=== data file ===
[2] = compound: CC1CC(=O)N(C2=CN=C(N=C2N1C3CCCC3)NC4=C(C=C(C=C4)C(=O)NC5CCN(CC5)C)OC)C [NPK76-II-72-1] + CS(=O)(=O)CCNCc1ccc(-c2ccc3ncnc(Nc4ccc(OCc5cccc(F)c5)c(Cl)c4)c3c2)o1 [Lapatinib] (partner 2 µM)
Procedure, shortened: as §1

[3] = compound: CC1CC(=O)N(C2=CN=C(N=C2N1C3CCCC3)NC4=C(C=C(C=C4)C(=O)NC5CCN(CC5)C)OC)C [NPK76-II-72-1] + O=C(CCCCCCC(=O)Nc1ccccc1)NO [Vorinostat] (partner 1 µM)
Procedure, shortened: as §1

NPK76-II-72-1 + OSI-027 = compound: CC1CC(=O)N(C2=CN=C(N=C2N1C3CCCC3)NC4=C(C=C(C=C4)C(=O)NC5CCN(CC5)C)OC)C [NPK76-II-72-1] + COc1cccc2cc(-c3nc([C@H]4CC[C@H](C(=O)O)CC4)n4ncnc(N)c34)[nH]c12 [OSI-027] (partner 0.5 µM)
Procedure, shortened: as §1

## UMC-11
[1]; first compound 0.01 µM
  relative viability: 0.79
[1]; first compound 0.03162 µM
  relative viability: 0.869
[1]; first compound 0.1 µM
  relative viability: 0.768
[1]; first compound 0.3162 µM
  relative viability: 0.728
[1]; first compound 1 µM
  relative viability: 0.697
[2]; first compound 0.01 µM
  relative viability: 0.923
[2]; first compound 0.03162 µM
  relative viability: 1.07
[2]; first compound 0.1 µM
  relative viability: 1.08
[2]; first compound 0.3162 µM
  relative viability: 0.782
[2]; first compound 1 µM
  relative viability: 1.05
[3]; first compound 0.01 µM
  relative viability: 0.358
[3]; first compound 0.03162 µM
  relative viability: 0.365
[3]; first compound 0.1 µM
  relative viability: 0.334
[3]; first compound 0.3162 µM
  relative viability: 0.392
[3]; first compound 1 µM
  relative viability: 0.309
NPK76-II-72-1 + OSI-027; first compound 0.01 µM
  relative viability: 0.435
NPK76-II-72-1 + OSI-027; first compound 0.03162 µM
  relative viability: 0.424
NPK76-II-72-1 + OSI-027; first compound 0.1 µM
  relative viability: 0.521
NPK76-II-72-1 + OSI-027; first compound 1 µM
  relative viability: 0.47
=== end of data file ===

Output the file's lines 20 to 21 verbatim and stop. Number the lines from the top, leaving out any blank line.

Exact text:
[2]; first compound 0.03162 µM
  relative viability: 1.07